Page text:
A California sea lion found struggling in the surf near Santa Cruz, California, is rescued and disentangled from the potentially deadly monofilament fishing line wrapped around her neck.
April 2, 2014
Pua’s entanglement wound has healed significantly since she arrived at The Marine Mammal Center’s hospital a month ago. After a full release exam, our veterinary staff determined that she was healthy enough to return to her ocean home.
On March 28, Pua was released with three other young sea lion pups – Atlas, Caelum and Orbit – at Chimney Rock in Point Reyes National Seashore.
March 14, 2014
For a Hawaiian couple vacationing near Santa Cruz, California, a walk on the beach turned into a story to write home about when they spotted a young sea lion that appeared to be struggling in the surf. The couple called The Marine Mammal Center’s 24-hour hotline to report what they saw: a skinny sea lion with fishing line caught around its neck.
The visitors also flagged down Bill Wolcott, a supervising ranger for California State Parks. Wolcott says he could see the concern on the couple’s faces, but he didn’t believe the animal was entangled until he saw it for himself. The potentially deadly monofilament fishing line was wrapped around the sea lion’s neck, cutting into her skin.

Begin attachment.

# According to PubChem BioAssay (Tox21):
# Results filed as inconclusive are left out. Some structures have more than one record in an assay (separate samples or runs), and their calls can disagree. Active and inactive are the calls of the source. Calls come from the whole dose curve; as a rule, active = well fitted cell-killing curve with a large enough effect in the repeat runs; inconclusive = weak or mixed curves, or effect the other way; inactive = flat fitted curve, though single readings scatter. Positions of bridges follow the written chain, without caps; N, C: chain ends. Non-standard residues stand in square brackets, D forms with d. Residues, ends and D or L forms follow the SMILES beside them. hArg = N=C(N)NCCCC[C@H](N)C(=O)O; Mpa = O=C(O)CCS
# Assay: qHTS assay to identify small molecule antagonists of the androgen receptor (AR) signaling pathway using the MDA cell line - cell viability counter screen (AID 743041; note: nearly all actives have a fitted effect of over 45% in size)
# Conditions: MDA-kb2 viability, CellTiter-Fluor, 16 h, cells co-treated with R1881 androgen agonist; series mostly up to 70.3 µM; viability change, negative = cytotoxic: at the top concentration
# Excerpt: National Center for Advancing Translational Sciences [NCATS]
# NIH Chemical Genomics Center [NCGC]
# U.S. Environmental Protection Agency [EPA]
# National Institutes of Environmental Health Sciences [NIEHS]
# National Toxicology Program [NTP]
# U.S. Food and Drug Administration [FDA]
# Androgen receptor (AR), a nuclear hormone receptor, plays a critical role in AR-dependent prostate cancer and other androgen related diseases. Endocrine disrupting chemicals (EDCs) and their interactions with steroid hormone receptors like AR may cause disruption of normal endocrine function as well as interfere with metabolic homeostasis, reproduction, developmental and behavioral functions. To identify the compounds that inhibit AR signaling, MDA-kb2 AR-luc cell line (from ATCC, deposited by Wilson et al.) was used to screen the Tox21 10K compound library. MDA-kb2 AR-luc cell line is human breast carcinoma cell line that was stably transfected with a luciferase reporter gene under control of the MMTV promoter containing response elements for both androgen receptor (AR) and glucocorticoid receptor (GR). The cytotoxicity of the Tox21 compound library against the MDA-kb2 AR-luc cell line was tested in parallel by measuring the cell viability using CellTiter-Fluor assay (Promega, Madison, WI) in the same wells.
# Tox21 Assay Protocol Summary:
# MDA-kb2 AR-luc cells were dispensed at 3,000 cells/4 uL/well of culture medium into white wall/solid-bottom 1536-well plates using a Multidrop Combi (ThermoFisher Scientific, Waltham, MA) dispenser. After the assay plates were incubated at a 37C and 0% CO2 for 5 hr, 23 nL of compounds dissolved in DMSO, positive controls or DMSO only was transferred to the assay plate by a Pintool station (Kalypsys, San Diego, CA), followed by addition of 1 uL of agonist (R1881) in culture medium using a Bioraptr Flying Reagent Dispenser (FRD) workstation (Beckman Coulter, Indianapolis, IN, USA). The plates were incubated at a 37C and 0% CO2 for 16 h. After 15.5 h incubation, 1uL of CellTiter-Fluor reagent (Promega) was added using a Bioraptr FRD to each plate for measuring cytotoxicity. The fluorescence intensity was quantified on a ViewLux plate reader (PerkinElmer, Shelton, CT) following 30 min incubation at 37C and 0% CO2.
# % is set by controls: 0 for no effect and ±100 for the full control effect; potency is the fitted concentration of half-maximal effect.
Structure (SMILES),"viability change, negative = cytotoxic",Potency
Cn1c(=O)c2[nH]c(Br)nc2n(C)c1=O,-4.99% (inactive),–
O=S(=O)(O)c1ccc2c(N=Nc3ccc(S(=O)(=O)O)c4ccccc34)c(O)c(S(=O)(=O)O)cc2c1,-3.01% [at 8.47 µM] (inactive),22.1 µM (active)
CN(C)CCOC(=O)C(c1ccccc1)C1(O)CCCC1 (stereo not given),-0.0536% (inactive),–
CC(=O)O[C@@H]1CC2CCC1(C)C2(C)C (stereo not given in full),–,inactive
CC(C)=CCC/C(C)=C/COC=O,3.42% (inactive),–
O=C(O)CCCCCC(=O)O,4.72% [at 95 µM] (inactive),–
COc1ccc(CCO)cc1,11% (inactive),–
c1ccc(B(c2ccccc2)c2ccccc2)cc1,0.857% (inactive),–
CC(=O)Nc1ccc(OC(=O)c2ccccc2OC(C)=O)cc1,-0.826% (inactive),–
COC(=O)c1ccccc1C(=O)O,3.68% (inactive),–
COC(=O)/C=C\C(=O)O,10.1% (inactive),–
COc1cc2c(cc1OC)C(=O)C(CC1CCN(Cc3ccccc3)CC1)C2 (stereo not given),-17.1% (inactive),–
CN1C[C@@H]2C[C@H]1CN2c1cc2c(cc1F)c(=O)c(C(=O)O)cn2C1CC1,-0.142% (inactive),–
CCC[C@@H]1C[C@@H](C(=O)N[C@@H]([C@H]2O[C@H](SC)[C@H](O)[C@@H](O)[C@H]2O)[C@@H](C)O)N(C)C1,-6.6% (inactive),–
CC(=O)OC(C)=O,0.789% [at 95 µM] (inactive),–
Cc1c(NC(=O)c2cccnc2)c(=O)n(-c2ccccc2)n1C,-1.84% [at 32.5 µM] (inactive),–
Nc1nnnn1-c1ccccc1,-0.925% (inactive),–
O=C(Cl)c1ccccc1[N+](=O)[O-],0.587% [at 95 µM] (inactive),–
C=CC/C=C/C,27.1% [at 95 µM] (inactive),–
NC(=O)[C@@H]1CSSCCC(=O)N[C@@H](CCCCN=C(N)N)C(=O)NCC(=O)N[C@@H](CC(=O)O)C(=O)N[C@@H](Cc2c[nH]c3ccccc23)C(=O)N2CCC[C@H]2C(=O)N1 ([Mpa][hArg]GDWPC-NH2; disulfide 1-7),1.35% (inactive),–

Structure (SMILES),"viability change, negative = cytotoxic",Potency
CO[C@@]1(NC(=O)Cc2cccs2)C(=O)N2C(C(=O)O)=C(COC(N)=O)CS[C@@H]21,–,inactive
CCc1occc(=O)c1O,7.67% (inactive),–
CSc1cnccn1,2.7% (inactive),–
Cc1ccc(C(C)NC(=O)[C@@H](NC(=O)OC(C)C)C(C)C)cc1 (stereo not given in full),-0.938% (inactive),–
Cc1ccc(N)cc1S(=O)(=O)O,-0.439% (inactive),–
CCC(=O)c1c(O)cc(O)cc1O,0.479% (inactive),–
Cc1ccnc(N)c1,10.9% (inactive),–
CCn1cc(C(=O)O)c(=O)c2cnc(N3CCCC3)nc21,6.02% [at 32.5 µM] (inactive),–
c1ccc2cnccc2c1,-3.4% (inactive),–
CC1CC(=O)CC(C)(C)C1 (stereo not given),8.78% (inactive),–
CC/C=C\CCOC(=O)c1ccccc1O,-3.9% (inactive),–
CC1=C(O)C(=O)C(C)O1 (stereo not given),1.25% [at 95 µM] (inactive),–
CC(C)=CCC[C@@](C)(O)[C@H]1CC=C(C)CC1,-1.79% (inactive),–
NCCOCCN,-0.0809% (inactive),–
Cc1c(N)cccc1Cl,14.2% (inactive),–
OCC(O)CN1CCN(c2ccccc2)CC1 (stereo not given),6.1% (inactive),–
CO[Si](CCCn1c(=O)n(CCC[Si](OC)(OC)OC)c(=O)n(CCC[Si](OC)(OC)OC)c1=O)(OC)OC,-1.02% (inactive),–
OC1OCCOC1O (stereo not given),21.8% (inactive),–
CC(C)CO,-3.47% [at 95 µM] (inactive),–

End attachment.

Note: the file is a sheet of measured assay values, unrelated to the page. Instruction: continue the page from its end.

This fishing line and other types of ocean trash pose a dangerous threat to curious animals like sea lions, who can end up entangled and strangled.
Luckily for the young sea lion—named “Pua,” which means “flower” in Hawaiian—help was on the way.
The Marine Mammal Center’s trained volunteers arrived at the beach and quickly assessed Pua’s condition and behavior. They knew right away that Pua’s visit to Pajaro Dunes was no vacation: She was malnourished, underweight and in poor health.
© Pat Wilson - The Marine Mammal Center
Pua was secured in a crate and traveled to our hospital in Sausalito. By the time she arrived, the fishing line had fallen off—Pua was free of her entanglement but still in poor condition.
During Pua’s admit exam, our veterinary staff noted that she had a cough and her lungs sounded “wheezy.” They started her on a regimen of antibiotics and anti-inflammatory pain medicine to treat pneumonia and the open entanglement wound around her neck. They also applied a topical treatment to the wound.
After nearly two weeks in our care, Pua is doing much better and her entanglement wound is healing. Our animal care experts say she has also been eating well and is gaining weight now that she is getting the nourishment she needs.
We’re hopeful that Pua will be able to return to her ocean home someday soon. With your support, we can continue to help marine mammals like her get a second chance at life.
Learn about: California sea lions
Read more about: Domoic Acid Toxicity
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